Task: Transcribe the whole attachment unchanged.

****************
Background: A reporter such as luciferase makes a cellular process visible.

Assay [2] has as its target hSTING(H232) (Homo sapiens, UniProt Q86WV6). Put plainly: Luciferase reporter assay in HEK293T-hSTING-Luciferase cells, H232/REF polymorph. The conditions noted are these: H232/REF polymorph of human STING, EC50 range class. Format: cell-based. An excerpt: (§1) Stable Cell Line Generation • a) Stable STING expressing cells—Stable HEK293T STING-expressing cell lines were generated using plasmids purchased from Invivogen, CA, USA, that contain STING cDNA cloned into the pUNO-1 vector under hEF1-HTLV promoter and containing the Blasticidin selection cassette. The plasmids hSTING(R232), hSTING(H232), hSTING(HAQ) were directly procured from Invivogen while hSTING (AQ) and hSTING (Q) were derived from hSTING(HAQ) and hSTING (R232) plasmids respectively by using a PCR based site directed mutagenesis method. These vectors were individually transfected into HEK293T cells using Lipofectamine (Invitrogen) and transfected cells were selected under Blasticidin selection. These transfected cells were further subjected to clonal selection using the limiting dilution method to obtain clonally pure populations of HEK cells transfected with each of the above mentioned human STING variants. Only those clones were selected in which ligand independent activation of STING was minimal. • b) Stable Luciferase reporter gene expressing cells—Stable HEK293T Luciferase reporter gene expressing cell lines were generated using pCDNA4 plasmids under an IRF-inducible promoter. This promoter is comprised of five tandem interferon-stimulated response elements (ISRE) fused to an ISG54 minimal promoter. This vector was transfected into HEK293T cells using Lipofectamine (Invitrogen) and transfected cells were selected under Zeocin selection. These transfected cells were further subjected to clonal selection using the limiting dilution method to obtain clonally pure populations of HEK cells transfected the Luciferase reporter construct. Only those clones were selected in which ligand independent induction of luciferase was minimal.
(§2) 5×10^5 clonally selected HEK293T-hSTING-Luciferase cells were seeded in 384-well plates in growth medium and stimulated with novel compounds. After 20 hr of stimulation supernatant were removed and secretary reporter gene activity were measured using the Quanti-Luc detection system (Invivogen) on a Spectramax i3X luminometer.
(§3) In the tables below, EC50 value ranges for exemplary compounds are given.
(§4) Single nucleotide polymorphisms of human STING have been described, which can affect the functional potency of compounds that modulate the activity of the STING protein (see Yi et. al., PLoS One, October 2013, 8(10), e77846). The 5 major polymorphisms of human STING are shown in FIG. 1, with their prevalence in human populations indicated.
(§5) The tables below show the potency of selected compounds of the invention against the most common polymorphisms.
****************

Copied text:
Background: A reporter such as luciferase makes a cellular process visible.

Assay [2] has as its target hSTING(H232) (Homo sapiens, UniProt Q86WV6). Put plainly: Luciferase reporter assay in HEK293T-hSTING-Luciferase cells, H232/REF polymorph. The conditions noted are these: H232/REF polymorph of human STING, EC50 range class. Format: cell-based. An excerpt: (§1) Stable Cell Line Generation • a) Stable STING expressing cells—Stable HEK293T STING-expressing cell lines were generated using plasmids purchased from Invivogen, CA, USA, that contain STING cDNA cloned into the pUNO-1 vector under hEF1-HTLV promoter and containing the Blasticidin selection cassette. The plasmids hSTING(R232), hSTING(H232), hSTING(HAQ) were directly procured from Invivogen while hSTING (AQ) and hSTING (Q) were derived from hSTING(HAQ) and hSTING (R232) plasmids respectively by using a PCR based site directed mutagenesis method. These vectors were individually transfected into HEK293T cells using Lipofectamine (Invitrogen) and transfected cells were selected under Blasticidin selection. These transfected cells were further subjected to clonal selection using the limiting dilution method to obtain clonally pure populations of HEK cells transfected with each of the above mentioned human STING variants. Only those clones were selected in which ligand independent activation of STING was minimal. • b) Stable Luciferase reporter gene expressing cells—Stable HEK293T Luciferase reporter gene expressing cell lines were generated using pCDNA4 plasmids under an IRF-inducible promoter. This promoter is comprised of five tandem interferon-stimulated response elements (ISRE) fused to an ISG54 minimal promoter. This vector was transfected into HEK293T cells using Lipofectamine (Invitrogen) and transfected cells were selected under Zeocin selection. These transfected cells were further subjected to clonal selection using the limiting dilution method to obtain clonally pure populations of HEK cells transfected the Luciferase reporter construct. Only those clones were selected in which ligand independent induction of luciferase was minimal.
(§2) 5×10^5 clonally selected HEK293T-hSTING-Luciferase cells were seeded in 384-well plates in growth medium and stimulated with novel compounds. After 20 hr of stimulation supernatant were removed and secretary reporter gene activity were measured using the Quanti-Luc detection system (Invivogen) on a Spectramax i3X luminometer.
(§3) In the tables below, EC50 value ranges for exemplary compounds are given.
(§4) Single nucleotide polymorphisms of human STING have been described, which can affect the functional potency of compounds that modulate the activity of the STING protein (see Yi et. al., PLoS One, October 2013, 8(10), e77846). The 5 major polymorphisms of human STING are shown in FIG. 1, with their prevalence in human populations indicated.
(§5) The tables below show the potency of selected compounds of the invention against the most common polymorphisms.